The Google Algorithm Update

Google uses complex algorithms to help searchers find what they’re looking for. With hundreds of billions of searches each year, they must manage all that information and deliver results quickly. They do this through the use of a number of ranking factors. Some include page rank, anchor text, proximity information and more.

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When you type in a search term on Google, it returns millions of results for your query. The search engine does this through a complicated algorithm designed to understand what you are searching for and rank pages accordingly. In simple terms, the Google algorithm uses a set of ranking factors to determine which pages are shown in which order on Google’s results page. These factors at include content quality, links, and user experience. As a marketer, staying current on all of these factors and implementing them into your strategy is important. Tracking core Google algorithm updates is one way to do this.

Google updates its algorithm several times a day; sometimes these changes are minor, which can go unnoticed by users. Occasionally, however, Google rolls out a big core algorithm update that has major impacts on rankings. These big core updates usually create a lot of buzz in the SEO community and often get catchy names. These updates are typically focused on improving how Google assesses content, but they do not always provide site owners with specific information about what’s changed or whether there is anything that needs to be done to fix it. In the August 2022 Helpful Content update, Google sought to devalue content written to manipulate search engine rankings instead of answering user queries. This means keyword stuffing or rewriting existing content to include keywords will not help you rank.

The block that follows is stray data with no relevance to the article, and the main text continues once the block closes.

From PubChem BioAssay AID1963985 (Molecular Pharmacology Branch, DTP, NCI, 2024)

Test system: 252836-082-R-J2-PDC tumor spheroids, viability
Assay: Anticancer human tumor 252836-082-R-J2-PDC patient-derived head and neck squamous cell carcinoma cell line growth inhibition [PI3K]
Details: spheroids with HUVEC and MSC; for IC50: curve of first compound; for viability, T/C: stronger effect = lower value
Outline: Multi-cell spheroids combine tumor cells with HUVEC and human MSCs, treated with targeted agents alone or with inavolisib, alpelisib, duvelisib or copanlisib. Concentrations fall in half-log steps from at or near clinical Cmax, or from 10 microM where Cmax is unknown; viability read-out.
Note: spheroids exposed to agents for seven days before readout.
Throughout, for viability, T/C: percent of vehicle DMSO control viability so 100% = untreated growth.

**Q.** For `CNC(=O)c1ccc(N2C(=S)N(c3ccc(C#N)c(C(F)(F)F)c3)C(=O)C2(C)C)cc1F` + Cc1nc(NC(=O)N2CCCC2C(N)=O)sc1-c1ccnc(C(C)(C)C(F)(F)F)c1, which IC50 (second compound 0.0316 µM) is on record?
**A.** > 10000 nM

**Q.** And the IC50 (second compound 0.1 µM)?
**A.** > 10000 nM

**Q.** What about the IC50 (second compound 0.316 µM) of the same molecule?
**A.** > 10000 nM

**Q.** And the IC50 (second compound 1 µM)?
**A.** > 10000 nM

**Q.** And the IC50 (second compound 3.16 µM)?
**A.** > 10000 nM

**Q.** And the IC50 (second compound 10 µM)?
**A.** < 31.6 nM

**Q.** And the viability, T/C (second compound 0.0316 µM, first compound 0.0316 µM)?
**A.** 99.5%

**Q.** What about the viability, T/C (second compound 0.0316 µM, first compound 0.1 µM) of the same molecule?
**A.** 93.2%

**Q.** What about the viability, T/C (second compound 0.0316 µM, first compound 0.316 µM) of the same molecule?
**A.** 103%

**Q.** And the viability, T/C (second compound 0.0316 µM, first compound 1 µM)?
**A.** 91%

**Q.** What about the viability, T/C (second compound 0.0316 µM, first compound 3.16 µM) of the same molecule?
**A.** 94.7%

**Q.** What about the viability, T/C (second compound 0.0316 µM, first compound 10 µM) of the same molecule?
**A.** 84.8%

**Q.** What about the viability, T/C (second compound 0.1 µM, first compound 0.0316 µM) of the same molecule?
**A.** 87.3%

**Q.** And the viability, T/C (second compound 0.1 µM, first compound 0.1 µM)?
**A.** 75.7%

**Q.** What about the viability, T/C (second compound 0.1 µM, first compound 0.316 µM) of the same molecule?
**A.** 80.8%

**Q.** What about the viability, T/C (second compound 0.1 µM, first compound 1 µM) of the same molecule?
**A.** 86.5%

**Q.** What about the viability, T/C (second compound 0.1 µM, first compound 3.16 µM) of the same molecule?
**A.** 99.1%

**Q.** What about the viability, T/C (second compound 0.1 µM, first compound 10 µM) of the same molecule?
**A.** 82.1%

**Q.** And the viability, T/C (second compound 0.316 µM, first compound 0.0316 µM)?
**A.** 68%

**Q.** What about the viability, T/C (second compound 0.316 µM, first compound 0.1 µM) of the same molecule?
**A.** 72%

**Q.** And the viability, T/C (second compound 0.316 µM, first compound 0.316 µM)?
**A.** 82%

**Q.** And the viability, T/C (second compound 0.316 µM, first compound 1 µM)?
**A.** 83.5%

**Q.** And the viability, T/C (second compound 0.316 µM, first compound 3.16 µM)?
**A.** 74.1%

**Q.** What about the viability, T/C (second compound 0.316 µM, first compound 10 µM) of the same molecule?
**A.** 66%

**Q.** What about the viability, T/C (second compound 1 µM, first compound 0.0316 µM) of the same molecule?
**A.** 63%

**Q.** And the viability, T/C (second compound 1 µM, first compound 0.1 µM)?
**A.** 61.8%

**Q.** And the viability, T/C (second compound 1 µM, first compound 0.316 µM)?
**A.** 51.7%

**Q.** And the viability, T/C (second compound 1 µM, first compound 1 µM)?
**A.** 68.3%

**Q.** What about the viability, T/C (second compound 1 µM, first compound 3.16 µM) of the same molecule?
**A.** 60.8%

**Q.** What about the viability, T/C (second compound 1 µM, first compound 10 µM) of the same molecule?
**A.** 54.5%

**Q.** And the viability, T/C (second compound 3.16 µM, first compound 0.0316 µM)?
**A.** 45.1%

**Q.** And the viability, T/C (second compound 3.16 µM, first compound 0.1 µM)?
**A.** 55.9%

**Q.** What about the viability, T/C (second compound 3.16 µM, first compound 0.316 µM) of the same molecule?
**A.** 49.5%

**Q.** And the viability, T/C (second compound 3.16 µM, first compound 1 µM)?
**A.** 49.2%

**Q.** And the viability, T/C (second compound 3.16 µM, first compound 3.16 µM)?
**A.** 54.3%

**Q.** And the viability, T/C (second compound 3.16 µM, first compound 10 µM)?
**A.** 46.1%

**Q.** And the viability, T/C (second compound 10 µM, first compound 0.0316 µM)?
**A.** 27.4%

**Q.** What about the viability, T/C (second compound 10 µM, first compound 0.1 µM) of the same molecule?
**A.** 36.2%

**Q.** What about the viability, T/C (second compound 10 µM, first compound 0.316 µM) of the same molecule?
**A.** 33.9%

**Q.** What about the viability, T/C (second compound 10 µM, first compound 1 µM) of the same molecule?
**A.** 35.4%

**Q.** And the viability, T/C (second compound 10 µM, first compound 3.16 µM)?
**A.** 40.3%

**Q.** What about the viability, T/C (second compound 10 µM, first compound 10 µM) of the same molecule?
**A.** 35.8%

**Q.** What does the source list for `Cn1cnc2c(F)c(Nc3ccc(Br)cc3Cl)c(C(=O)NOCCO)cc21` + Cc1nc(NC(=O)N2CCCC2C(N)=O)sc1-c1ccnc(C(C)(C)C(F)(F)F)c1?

Google has used links as a ranking factor since the early days of the search engine. One of their founders, Larry Page, invented a metric called PageRank, which determines the importance of pages based on the number of links pointing to them. Using this metric, Google could serve more useful and relevant search results than their competitors at the time. Today, this metric is still an important part of Google’s algorithm to rank websites. In addition to the PageRank metric, Google also looks at other factors when determining the importance of a page. These factors include link authority, core web vitals, and referring domains.

The length of time that visitors spend on your site is a major factor in user experience. A longer stay indicates that people find your content useful and enjoy their time on your site. Google uses many metrics as ranking factors, including dwell time. This metric is measured when a visitor clicks on a search result, then stays on that page for a certain amount of time before clicking back to the search results. Dwell time is a metric that most SEO professionals consider important. But, despite its significance in search algorithms, dwell time is often confused with other popular website metrics like bounce rate and session duration.

With more than half of all web traffic coming from mobile devices, the Google Algorithm update is a response to this trend. It prioritizes websites that provide adequate mobile friendliness and a user-friendly experience. Websites that don’t provide a good mobile experience will be penalized in the search engine results pages (SERPs). The update also includes a mobile-friendly label that appears below the fold in mobile SERPs.

The mobile-friendly algorithm update is an important step towards improving the user experience for smartphone users. This new ranking factor will help Google deliver relevant, high-quality results. Another potential impact of the mobile-friendly algorithm is that it may reshape the way mobile search results are displayed, especially for queries with an app element. For instance, searches for flights, hotels, and music will likely see specially designed, aggregator-style “Sponsored” results, pushing standard organic results below the fold.